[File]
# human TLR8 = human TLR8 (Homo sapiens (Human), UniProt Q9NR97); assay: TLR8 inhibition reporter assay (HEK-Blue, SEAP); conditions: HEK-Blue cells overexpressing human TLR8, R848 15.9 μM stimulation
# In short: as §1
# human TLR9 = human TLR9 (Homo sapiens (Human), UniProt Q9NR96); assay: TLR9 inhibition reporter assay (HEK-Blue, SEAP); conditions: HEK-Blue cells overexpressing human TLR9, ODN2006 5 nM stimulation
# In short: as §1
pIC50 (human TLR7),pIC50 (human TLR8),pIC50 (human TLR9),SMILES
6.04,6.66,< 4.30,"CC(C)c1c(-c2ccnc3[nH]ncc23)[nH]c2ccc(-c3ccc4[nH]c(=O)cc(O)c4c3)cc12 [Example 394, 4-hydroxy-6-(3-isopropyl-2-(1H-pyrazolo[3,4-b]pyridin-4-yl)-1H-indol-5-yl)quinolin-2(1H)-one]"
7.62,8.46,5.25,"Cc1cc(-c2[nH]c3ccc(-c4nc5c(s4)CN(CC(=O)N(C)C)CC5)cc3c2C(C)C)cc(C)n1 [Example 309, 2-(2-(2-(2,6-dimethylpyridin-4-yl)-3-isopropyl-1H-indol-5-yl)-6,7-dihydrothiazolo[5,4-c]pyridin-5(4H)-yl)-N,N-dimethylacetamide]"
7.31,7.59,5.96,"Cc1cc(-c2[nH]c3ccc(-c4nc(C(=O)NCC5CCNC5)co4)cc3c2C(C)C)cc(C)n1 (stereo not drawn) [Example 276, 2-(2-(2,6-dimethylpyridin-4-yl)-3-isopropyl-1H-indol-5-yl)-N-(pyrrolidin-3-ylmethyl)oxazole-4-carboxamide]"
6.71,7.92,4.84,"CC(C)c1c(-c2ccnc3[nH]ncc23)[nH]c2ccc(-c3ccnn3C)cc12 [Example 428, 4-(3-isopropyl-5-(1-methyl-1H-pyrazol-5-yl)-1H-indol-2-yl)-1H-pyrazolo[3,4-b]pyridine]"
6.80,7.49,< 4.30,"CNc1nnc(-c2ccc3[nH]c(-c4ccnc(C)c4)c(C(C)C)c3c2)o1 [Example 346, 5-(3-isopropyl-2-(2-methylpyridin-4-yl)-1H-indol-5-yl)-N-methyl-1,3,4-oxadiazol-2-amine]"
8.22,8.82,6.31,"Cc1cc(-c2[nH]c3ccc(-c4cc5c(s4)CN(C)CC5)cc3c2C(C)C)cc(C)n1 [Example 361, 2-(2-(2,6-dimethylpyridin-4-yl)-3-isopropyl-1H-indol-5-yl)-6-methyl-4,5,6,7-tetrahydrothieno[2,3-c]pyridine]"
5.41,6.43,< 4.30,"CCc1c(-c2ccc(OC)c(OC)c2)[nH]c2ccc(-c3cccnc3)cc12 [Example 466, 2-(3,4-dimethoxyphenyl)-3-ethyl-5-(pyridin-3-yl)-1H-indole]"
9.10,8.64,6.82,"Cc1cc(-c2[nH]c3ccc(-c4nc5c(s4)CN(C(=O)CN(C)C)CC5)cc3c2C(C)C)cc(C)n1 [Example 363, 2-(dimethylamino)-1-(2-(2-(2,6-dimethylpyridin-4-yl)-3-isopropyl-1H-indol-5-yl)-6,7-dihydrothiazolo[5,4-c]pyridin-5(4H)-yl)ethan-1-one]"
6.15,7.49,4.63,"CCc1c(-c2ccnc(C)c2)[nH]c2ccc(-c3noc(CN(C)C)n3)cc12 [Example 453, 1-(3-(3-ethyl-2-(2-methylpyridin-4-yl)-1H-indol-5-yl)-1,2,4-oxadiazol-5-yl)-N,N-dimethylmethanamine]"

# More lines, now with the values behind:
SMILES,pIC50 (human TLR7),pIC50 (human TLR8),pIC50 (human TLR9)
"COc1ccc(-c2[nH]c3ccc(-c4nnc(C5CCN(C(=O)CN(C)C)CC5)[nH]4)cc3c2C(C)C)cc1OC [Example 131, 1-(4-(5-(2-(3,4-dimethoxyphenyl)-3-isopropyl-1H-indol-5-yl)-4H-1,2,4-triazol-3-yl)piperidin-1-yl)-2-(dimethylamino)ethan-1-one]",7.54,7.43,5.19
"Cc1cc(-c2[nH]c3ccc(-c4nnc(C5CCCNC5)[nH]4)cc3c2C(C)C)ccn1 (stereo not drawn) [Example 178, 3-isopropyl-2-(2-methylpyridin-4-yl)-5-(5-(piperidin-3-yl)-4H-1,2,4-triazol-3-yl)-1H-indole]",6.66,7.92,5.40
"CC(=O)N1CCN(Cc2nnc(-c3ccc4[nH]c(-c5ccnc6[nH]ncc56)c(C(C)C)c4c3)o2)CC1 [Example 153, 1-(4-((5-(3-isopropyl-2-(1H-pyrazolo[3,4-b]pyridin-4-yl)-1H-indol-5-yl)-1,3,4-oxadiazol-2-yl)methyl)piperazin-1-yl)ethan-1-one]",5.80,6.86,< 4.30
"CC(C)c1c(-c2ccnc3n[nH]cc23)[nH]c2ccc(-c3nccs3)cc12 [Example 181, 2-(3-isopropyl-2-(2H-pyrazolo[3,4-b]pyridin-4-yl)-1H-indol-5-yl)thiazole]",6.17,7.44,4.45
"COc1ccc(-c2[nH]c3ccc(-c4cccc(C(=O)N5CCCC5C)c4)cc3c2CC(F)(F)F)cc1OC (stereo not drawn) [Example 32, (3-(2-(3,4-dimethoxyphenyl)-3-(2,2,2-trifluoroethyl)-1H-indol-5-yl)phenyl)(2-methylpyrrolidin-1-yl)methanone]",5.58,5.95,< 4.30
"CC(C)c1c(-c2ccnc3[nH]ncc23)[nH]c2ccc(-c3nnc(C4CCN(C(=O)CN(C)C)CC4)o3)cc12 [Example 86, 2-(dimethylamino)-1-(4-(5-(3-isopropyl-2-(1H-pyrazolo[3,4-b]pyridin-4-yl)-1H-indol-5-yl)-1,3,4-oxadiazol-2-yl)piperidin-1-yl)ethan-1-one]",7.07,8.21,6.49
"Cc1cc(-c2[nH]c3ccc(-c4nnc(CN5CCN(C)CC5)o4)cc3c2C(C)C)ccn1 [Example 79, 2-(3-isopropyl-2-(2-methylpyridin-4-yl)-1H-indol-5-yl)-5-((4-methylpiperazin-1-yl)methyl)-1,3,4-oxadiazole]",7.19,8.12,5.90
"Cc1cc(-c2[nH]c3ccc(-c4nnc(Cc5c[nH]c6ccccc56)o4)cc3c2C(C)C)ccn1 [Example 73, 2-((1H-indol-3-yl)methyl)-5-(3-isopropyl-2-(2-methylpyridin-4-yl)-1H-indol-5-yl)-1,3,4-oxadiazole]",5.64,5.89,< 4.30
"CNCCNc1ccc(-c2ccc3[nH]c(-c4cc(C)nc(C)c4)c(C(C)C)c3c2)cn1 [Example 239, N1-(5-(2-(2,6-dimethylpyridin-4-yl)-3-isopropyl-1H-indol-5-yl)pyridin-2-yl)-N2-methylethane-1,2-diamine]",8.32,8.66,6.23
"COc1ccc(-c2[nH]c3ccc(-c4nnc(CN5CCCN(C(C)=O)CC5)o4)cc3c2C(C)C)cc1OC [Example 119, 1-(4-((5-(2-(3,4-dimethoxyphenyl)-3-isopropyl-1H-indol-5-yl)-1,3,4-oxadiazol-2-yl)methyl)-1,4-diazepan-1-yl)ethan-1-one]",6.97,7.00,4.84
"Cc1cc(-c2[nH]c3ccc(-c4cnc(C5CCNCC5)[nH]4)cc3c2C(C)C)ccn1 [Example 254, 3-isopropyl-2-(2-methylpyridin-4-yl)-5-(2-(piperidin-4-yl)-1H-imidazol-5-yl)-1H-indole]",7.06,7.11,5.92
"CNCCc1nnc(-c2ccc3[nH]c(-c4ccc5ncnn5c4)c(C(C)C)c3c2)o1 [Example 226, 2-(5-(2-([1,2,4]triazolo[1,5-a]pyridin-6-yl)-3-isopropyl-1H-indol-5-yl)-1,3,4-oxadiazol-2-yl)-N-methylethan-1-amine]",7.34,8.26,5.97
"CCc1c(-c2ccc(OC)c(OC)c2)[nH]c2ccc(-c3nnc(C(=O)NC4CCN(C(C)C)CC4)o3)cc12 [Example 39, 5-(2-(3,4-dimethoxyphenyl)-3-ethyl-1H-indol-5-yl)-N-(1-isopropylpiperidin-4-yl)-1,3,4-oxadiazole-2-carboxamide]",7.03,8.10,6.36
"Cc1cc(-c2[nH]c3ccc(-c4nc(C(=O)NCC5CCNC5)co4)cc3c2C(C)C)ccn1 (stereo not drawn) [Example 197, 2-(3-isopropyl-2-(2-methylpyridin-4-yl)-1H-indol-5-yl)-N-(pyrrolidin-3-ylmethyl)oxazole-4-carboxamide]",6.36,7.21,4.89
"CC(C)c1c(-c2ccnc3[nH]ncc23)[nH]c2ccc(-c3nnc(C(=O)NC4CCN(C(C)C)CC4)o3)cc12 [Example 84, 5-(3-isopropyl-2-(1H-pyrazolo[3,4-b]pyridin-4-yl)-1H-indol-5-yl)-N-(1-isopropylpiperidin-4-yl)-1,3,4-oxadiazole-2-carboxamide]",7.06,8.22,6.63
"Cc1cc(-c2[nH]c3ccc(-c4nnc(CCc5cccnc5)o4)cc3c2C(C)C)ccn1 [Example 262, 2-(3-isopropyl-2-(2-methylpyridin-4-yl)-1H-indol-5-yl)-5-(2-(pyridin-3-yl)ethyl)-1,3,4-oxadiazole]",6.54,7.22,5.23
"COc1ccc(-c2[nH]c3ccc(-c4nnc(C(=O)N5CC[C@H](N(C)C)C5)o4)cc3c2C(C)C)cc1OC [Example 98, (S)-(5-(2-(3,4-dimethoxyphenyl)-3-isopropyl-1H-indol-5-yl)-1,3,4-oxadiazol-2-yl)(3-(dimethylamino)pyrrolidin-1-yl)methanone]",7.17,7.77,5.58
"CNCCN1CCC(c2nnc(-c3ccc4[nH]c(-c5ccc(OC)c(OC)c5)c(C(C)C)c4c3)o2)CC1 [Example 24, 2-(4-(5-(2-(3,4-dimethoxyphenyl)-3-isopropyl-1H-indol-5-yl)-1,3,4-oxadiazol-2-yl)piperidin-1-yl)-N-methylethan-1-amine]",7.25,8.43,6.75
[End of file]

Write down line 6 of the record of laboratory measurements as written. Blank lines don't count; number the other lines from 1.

6.04,6.66,< 4.30,"CC(C)c1c(-c2ccnc3[nH]ncc23)[nH]c2ccc(-c3ccc4[nH]c(=O)cc(O)c4c3)cc12 [Example 394, 4-hydroxy-6-(3-isopropyl-2-(1H-pyrazolo[3,4-b]pyridin-4-yl)-1H-indol-5-yl)quinolin-2(1H)-one]"